As a rhetorical contrivance, the God of the Gaps makes his effect contingent on a specific assumption: that whatever the gaps, they will in the course of scientific research be filled. It is an assumption both intellectually primitive and morally abhorrent—primitive because it reflects a phlegmatic absence of curiosity, and abhorrent because it assigns to our intellectual future a degree of authority alien to human experience. Western science has proceeded by filling gaps, but in filling them, it has created gaps all over again. The process is inexhaustible. Einstein created the special theory of relativity to accommodate certain anomalies in the interpretation of Clerk Maxwell’s theory of the electromagnetic field. Special relativity led directly to general relativity. But general relativity is inconsistent with quantum mechanics, the largest visions of the physical world alien to one another. Understanding has improved, but within the physical sciences, anomalies have grown great, and what is more, anomalies have grown great because understanding has improved.

The God of the Gaps? I am prepared with the best of them to revile and denounce him. It is easy enough to do just that, one reason that so many scientists are doing it. But why not say with equal authority that for all we know, it is the God of Old who continues to preside over the bent world with His accustomed fearful majesty, and that He has chosen to reveal Himself by drawing the curtain on His own magnificence at precisely the place in which general relativity and quantum mechanics should have met but do not touch? Whether gaps in the manifold of our understanding reveal nothing more than the God of the Gaps or nothing less than the God of Old is hardly a matter open to rational debate.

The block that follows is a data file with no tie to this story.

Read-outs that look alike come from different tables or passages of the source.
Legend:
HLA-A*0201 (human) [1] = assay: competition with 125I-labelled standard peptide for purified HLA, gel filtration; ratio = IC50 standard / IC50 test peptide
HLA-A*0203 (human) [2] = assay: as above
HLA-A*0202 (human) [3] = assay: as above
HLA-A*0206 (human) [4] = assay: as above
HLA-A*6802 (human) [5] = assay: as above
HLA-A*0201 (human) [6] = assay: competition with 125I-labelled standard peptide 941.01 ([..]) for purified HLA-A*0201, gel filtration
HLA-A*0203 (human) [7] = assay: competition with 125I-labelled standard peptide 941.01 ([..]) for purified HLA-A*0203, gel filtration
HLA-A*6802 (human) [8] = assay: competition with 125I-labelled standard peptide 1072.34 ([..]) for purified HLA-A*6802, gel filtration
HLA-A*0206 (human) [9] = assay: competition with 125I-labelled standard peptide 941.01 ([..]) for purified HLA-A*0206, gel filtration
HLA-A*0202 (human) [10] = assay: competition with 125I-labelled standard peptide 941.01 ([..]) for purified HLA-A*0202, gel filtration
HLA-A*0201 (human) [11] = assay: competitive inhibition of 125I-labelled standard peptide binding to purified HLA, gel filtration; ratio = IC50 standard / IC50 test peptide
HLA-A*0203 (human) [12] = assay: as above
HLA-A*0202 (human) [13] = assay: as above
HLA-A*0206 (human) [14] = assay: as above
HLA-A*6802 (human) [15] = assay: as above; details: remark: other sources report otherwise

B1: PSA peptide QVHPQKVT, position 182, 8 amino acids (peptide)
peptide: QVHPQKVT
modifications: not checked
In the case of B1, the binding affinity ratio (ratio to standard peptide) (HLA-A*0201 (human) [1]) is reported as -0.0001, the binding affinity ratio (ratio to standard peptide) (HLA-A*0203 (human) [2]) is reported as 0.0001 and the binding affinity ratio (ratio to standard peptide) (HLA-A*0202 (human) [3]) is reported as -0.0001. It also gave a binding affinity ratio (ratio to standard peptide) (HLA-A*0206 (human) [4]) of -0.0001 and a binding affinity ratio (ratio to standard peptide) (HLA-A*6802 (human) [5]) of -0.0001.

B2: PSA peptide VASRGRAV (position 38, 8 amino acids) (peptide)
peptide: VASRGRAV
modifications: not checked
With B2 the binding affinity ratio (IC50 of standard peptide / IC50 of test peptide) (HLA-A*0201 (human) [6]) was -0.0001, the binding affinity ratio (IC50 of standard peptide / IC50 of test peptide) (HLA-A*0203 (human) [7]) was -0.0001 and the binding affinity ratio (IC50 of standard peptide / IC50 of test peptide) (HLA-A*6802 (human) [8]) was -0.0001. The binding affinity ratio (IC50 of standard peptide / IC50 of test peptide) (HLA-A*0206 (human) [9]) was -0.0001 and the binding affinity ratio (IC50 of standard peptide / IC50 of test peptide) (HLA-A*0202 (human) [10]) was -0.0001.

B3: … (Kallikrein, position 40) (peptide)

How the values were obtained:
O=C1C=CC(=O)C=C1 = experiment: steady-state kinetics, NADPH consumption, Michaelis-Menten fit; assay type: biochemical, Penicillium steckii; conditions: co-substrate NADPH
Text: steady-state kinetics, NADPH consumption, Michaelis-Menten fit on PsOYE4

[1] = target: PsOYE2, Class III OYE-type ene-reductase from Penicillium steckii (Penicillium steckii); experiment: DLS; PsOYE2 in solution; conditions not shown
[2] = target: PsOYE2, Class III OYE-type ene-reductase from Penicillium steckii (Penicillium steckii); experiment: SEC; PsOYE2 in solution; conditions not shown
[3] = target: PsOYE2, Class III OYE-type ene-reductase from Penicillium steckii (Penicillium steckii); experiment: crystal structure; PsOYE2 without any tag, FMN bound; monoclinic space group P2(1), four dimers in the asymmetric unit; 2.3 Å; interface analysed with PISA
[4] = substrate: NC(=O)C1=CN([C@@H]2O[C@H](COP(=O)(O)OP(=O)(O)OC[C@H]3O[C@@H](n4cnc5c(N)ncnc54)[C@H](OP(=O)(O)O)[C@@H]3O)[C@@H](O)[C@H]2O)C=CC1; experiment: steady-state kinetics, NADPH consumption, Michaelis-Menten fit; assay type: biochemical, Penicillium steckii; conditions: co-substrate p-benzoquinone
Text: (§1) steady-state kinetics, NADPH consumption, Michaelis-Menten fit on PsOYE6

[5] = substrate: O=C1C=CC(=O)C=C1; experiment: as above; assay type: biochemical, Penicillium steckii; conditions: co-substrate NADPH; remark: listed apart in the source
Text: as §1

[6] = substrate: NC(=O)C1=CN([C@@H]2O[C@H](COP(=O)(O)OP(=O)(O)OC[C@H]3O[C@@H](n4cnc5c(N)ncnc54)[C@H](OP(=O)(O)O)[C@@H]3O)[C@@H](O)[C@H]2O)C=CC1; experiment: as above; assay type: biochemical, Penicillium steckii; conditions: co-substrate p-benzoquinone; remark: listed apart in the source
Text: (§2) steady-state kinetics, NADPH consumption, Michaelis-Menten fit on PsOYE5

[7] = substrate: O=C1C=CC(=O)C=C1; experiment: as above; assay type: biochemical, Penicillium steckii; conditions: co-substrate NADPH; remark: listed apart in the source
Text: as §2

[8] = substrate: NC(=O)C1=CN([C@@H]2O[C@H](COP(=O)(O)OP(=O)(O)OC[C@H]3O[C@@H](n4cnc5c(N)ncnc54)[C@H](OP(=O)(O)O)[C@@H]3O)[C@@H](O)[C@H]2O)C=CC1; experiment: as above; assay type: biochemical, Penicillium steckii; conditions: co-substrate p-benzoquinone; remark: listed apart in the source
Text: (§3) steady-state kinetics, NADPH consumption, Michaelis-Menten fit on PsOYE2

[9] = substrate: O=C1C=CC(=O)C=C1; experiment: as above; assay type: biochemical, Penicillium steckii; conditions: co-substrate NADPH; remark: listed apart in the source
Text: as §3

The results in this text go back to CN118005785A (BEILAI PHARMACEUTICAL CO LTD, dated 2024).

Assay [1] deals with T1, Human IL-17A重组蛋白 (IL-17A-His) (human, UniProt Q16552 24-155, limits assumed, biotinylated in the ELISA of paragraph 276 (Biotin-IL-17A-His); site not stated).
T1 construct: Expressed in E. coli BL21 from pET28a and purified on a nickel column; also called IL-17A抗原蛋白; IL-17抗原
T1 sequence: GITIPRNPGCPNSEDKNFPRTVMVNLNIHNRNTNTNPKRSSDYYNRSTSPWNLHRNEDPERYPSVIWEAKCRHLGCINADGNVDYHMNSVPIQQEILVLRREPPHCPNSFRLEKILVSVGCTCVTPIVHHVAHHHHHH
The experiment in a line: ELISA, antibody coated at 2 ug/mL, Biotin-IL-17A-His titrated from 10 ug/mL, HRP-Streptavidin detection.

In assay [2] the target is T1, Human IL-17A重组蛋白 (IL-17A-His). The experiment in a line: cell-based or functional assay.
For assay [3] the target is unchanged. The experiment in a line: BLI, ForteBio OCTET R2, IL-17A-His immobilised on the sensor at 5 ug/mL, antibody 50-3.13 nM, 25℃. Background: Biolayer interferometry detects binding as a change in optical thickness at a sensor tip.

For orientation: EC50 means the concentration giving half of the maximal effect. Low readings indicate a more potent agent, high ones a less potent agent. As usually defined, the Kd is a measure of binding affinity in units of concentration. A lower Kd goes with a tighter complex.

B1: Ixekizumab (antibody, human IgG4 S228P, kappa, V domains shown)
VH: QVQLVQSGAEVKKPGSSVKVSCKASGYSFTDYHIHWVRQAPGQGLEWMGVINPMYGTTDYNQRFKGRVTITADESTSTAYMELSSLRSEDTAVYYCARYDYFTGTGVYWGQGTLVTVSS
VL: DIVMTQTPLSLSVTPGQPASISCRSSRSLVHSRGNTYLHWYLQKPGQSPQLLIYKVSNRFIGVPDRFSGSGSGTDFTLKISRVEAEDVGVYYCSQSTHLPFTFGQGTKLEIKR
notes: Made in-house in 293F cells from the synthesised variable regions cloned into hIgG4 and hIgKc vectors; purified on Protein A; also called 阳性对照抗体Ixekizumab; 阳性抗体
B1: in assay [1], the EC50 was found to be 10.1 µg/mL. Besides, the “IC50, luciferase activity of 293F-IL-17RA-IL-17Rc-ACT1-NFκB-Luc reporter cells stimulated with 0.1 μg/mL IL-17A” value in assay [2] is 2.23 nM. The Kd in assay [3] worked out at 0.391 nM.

Well said.

~ Yousuf

29 November 2014

Does science lead to objective truth?

Are scientific theories objective truths about the universe, or just the creation of human minds?

بسم الله الرحمٰن الرحيم، وصلوات الله وسلامه على أشرف المرسلين

In the name of God, Most Gracious, Most Merciful.

Dr. Neil deGrasse Tyson, a well-known and respected physicist, published this tweet a few days ago:

No doubt, he is referring to scientific discoveries when he talks about “objective truths.” But does he have any rational justification for asserting that? Continue reading “Does science lead to objective truth?”

My Response to Jerry Coyne

Jerry Coyne demonstrates his appalling ignorance of religion in general and Islam in particular.

Bismillah was-salaatu was-salaamu ‘ala Rasoolillah.